Windows developer Raymond Chen wrote in a blog about how, in the days of Windows XP, Janet Jackson’s pop song “Rhythm Nation” was enough to cause laptops to crash. The crux of the matter was the drives built into the laptops and the resonant frequency of the song.
Strange things happened when laptops still had Microsoft’s popular Windows XP operating system installed. In a blog post, Windows developer Raymond Chen shares a bizarre story he learned from a colleague. A major computer manufacturer is said to have discovered that Janet Jackson’s 1989 pop song “Rhythm Nation” caused several laptops to crash as soon as it was played on them. This applied not only to their own devices, but also to models from the competition.
Rhythm Nation created a resonant disaster on hard drives
Oddly enough, the song didn’t even have to be played on a laptop for it to crash. Because laptops in the area are said to have given up the ghost as soon as this song was heard. The developers quickly identified the culprit. The culprit was the drive, which at the time, unlike today’s flash drives (SSDs), still worked with magnetic disks, which, as is well known, rotated several times a minute. For example, the models in the laptops of the time had 5,400 rpm.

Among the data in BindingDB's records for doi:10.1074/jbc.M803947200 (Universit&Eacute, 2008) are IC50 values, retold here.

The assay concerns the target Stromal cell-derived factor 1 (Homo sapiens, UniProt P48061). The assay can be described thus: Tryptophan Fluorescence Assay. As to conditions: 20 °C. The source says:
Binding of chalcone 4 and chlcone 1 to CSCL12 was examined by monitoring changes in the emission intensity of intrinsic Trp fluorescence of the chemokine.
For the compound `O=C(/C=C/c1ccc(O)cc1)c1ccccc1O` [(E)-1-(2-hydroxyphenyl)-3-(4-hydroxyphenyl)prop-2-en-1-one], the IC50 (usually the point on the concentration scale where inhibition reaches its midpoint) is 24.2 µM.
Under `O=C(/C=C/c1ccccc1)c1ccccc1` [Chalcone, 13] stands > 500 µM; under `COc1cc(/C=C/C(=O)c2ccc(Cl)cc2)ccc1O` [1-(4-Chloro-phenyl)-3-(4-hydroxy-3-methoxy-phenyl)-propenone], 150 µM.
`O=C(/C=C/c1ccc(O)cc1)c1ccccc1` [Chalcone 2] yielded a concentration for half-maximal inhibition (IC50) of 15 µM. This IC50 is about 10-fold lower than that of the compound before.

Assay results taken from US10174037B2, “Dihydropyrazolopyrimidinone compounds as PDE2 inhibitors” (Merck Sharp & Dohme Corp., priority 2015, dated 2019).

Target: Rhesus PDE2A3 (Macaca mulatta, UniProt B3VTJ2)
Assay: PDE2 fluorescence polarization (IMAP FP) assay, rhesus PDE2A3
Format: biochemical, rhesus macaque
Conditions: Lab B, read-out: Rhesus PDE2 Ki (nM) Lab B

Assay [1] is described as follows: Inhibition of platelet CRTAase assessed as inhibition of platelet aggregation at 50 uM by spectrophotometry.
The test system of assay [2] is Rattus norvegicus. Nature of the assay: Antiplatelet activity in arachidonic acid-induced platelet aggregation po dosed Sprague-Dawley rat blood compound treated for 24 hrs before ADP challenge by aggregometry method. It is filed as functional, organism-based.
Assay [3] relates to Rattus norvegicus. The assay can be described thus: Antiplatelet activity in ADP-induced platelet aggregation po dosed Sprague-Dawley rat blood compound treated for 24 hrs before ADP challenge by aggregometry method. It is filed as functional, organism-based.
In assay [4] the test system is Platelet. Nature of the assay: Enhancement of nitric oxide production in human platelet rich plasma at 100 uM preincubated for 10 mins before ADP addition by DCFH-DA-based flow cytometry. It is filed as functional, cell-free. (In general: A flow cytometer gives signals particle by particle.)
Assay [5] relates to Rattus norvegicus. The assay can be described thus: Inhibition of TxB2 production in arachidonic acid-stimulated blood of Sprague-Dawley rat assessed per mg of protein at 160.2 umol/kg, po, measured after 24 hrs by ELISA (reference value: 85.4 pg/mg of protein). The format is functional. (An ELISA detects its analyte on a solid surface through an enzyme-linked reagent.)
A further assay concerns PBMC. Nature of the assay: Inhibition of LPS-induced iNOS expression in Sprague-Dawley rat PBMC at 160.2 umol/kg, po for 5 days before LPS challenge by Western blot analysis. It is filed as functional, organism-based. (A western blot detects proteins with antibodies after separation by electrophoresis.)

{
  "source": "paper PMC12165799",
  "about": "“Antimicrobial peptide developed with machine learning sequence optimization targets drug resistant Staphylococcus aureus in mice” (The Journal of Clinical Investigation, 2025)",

The problem now was that “Rhythm Nation” came up with frequencies that the hard drives also operated with. This led to resonance and the drives began to oscillate, which ultimately resulted in laptop system crashes. Such “resonance catastrophes” appear again and again. The most well-known example is the vibration-induced collapse of the Tacoma-Narrows Bridge in the United States in 1940.
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Since SSDs without magnetic disks were in short supply in the Windows XP days and therefore also the replacement, the manufacturer added a user-defined filter to the audio pipeline that recognized and removed interfering frequencies during the playback of Janet Jackson’s song. HDDs with magnetic disks are hardly ever used these days, so Rhythm Nation’s hold on laptops should be broken once and for all.
Source: Windows developer blog